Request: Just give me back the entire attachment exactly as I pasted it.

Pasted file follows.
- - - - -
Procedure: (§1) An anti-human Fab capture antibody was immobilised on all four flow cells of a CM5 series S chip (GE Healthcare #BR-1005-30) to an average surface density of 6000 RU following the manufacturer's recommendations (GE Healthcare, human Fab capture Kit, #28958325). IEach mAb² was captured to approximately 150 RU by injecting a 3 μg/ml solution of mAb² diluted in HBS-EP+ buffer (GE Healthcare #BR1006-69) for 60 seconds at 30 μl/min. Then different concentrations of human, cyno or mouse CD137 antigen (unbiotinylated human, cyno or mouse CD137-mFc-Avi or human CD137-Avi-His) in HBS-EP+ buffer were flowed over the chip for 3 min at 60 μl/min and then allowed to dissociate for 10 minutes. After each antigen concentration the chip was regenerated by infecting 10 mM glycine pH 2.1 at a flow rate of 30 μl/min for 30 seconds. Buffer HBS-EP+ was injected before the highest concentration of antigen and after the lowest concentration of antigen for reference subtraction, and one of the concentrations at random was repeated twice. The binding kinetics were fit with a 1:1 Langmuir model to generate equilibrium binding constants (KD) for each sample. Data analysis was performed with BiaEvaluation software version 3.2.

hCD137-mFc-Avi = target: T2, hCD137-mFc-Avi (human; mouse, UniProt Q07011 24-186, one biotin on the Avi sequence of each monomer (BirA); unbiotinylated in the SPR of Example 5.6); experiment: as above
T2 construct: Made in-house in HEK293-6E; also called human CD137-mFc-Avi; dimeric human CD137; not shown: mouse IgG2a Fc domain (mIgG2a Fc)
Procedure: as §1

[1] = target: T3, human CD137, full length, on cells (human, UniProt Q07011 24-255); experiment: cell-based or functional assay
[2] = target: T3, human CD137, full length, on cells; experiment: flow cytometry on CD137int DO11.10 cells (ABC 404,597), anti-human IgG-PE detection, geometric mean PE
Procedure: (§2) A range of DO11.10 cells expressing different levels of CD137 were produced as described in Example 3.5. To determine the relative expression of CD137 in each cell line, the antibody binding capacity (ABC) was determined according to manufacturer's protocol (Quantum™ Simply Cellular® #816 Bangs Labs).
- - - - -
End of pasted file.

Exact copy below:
Procedure: (§1) An anti-human Fab capture antibody was immobilised on all four flow cells of a CM5 series S chip (GE Healthcare #BR-1005-30) to an average surface density of 6000 RU following the manufacturer's recommendations (GE Healthcare, human Fab capture Kit, #28958325). IEach mAb² was captured to approximately 150 RU by injecting a 3 μg/ml solution of mAb² diluted in HBS-EP+ buffer (GE Healthcare #BR1006-69) for 60 seconds at 30 μl/min. Then different concentrations of human, cyno or mouse CD137 antigen (unbiotinylated human, cyno or mouse CD137-mFc-Avi or human CD137-Avi-His) in HBS-EP+ buffer were flowed over the chip for 3 min at 60 μl/min and then allowed to dissociate for 10 minutes. After each antigen concentration the chip was regenerated by infecting 10 mM glycine pH 2.1 at a flow rate of 30 μl/min for 30 seconds. Buffer HBS-EP+ was injected before the highest concentration of antigen and after the lowest concentration of antigen for reference subtraction, and one of the concentrations at random was repeated twice. The binding kinetics were fit with a 1:1 Langmuir model to generate equilibrium binding constants (KD) for each sample. Data analysis was performed with BiaEvaluation software version 3.2.

hCD137-mFc-Avi = target: T2, hCD137-mFc-Avi (human; mouse, UniProt Q07011 24-186, one biotin on the Avi sequence of each monomer (BirA); unbiotinylated in the SPR of Example 5.6); experiment: as above
T2 construct: Made in-house in HEK293-6E; also called human CD137-mFc-Avi; dimeric human CD137; not shown: mouse IgG2a Fc domain (mIgG2a Fc)
Procedure: as §1

[1] = target: T3, human CD137, full length, on cells (human, UniProt Q07011 24-255); experiment: cell-based or functional assay
[2] = target: T3, human CD137, full length, on cells; experiment: flow cytometry on CD137int DO11.10 cells (ABC 404,597), anti-human IgG-PE detection, geometric mean PE
Procedure: (§2) A range of DO11.10 cells expressing different levels of CD137 were produced as described in Example 3.5. To determine the relative expression of CD137 in each cell line, the antibody binding capacity (ABC) was determined according to manufacturer's protocol (Quantum™ Simply Cellular® #816 Bangs Labs).